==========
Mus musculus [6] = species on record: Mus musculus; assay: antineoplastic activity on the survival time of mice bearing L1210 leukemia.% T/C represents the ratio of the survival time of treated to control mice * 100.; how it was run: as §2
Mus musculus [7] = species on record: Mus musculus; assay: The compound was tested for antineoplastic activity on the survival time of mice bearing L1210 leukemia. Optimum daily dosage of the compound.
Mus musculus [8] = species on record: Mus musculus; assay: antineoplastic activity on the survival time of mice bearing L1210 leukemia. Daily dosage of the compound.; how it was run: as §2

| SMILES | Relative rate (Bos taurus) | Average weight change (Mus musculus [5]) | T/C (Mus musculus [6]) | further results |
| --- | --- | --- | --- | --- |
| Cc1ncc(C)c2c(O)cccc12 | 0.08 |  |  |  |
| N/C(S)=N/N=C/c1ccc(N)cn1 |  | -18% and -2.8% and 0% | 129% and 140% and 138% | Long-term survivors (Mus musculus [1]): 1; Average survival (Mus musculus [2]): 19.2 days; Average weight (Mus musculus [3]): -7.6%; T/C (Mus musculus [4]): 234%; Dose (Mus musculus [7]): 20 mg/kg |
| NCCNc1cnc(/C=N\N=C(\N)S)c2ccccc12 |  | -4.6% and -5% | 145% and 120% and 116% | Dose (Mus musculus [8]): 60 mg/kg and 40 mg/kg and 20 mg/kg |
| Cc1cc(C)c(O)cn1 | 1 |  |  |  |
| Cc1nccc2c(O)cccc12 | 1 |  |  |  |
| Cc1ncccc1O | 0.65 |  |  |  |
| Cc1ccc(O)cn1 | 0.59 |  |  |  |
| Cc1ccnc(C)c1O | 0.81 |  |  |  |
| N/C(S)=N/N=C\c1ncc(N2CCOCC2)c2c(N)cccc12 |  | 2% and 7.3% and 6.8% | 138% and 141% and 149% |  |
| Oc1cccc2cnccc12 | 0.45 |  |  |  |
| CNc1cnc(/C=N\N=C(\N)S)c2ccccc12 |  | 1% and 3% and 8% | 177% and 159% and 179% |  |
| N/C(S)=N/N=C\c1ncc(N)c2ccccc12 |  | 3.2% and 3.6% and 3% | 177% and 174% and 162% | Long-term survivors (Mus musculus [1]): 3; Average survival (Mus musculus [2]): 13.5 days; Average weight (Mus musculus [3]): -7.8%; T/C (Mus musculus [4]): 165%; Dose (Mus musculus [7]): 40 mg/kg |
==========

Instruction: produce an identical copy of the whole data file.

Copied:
Mus musculus [6] = species on record: Mus musculus; assay: antineoplastic activity on the survival time of mice bearing L1210 leukemia.% T/C represents the ratio of the survival time of treated to control mice * 100.; how it was run: as §2
Mus musculus [7] = species on record: Mus musculus; assay: The compound was tested for antineoplastic activity on the survival time of mice bearing L1210 leukemia. Optimum daily dosage of the compound.
Mus musculus [8] = species on record: Mus musculus; assay: antineoplastic activity on the survival time of mice bearing L1210 leukemia. Daily dosage of the compound.; how it was run: as §2

| SMILES | Relative rate (Bos taurus) | Average weight change (Mus musculus [5]) | T/C (Mus musculus [6]) | further results |
| --- | --- | --- | --- | --- |
| Cc1ncc(C)c2c(O)cccc12 | 0.08 |  |  |  |
| N/C(S)=N/N=C/c1ccc(N)cn1 |  | -18% and -2.8% and 0% | 129% and 140% and 138% | Long-term survivors (Mus musculus [1]): 1; Average survival (Mus musculus [2]): 19.2 days; Average weight (Mus musculus [3]): -7.6%; T/C (Mus musculus [4]): 234%; Dose (Mus musculus [7]): 20 mg/kg |
| NCCNc1cnc(/C=N\N=C(\N)S)c2ccccc12 |  | -4.6% and -5% | 145% and 120% and 116% | Dose (Mus musculus [8]): 60 mg/kg and 40 mg/kg and 20 mg/kg |
| Cc1cc(C)c(O)cn1 | 1 |  |  |  |
| Cc1nccc2c(O)cccc12 | 1 |  |  |  |
| Cc1ncccc1O | 0.65 |  |  |  |
| Cc1ccc(O)cn1 | 0.59 |  |  |  |
| Cc1ccnc(C)c1O | 0.81 |  |  |  |
| N/C(S)=N/N=C\c1ncc(N2CCOCC2)c2c(N)cccc12 |  | 2% and 7.3% and 6.8% | 138% and 141% and 149% |  |
| Oc1cccc2cnccc12 | 0.45 |  |  |  |
| CNc1cnc(/C=N\N=C(\N)S)c2ccccc12 |  | 1% and 3% and 8% | 177% and 159% and 179% |  |
| N/C(S)=N/N=C\c1ncc(N)c2ccccc12 |  | 3.2% and 3.6% and 3% | 177% and 174% and 162% | Long-term survivors (Mus musculus [1]): 3; Average survival (Mus musculus [2]): 13.5 days; Average weight (Mus musculus [3]): -7.8%; T/C (Mus musculus [4]): 165%; Dose (Mus musculus [7]): 40 mg/kg |